We searched the following day, our last, without success. They brought us to areas they thought would have springs, but after poling through mangroves and trudging through swamps, splashing water onto the tanks to keep them cool, we were empty handed. We had found a few holes, but they quickly pinched too narrow to keep going. My first taste of exploration diving was little better than the conch, but I knew disappointment came with the territory.
We returned to the main island the following day and refilled at UNEXO for some fun dives the following day, our last in the Bahamas. In the morning we went to Mermaid’s Lair, a tiny pool of black water surrounded by close bushes beside a small ledge invisible unless you were within five feet of it. A less probable location was hard to imagine. I followed Cliff into the puddle amidst the bushes and roots, prepared to dig my way under the ledge, holding the line carefully in the darkness. After a few feet the murk of the swamp gave way to clear fresh water in a massive domed chamber, an underwater Pantheon. Cliff went through the shadowy traces of the halocline, the water shimmering like oil. After he tied to the permanent line, we set off amidst stalactites, stalagmites, and flowstone. We enjoyed pleasant passage through nicely decorated areas, a classic cave dive. We turned a little before thirds and casually returned to the cavern for our safety stop. While cruising lazily around the cavern circuit, Cliff went through the halocline again. A small boulder dislodged and clanged onto my tank as I followed, then slid off me to the floor, a cloud of silt billowing upwards. With tendrils of electric fear still shooting through me, I felt along until I emerged from the silty halocline, caught up to Cliff, and finished the dive without further landscaping. With another set of tanks and plenty of daylight, we went to Owl Hole for a second dive.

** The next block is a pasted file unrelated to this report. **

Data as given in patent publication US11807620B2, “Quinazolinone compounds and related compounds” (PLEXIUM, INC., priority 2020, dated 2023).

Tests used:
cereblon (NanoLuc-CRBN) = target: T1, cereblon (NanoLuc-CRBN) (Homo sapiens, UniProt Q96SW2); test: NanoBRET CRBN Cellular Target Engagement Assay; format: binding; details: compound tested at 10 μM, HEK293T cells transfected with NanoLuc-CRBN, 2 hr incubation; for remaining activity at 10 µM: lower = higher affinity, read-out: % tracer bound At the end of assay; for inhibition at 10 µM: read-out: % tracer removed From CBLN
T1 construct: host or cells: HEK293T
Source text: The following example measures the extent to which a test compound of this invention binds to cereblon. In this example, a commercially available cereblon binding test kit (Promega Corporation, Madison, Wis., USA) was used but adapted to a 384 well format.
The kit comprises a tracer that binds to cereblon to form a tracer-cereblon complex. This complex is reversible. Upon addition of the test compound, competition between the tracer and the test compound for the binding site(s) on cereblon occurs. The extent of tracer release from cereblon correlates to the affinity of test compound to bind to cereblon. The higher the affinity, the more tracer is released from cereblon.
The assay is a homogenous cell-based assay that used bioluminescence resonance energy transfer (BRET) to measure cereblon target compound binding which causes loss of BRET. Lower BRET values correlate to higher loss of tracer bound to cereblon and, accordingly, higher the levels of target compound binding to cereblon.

A steel ladder led 30 feet down to the top of the debris pile at the center of the basin. Steep rock walls fell down and away in a picturesque grotto of hanging ferns and tall trees. Cliff and I descended the ladder and scrubbed around looking for the main line. Eventually we found it and tied in, then set off for another cruise. The passage was less decorated, but had a clean, Zenlike feel to it. Sharp, angular fractures contrasted with the smooth rock, the shades muted and dark. Cliff soon turned, his thoughts more on his girlfriend than on diving, and we exited without event. Resting before the climb out, I considered going back in, but decided to call it a day since the sun was in the west and we had done two pleasant dives. Our ferry left the following afternoon, so this was our last dive. While waiting for sleep to come that night I was haunted by the beauty of Owl Hole and the beckoning passage. It seemed to beckon like a koan, and I wanted to do one more dive there in the morning.
“There should be enough time,” Cliff said as morning light streamed in the window. “Let’s finish breakfast and roll out. I don’t think I’ll dive today, but I’ll back you up.”